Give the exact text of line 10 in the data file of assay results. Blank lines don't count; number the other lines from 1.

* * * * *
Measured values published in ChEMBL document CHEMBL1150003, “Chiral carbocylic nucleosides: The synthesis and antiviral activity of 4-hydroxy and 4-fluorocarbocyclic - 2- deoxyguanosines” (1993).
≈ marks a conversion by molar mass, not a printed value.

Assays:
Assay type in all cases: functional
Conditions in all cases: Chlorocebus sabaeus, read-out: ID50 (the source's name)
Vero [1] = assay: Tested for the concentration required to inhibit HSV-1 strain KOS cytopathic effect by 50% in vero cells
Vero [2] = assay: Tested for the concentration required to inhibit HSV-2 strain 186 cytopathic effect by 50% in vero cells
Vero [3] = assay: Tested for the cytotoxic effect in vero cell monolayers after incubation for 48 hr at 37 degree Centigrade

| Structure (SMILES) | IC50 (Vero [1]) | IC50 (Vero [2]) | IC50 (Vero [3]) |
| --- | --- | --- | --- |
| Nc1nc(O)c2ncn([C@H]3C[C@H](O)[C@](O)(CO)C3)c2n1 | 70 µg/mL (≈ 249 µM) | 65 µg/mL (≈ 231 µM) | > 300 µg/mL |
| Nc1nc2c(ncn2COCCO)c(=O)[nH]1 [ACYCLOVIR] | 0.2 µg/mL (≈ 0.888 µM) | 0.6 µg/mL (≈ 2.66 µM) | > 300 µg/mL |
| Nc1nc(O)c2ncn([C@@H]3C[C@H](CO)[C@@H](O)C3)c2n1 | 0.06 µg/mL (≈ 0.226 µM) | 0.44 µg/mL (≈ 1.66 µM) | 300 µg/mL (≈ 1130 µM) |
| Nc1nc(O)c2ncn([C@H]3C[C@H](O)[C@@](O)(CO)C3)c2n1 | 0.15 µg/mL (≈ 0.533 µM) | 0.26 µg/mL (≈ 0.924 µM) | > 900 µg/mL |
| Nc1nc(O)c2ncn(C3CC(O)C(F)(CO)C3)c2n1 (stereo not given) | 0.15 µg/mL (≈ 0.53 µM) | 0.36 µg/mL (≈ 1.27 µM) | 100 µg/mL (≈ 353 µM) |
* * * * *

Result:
| --- | --- | --- | --- |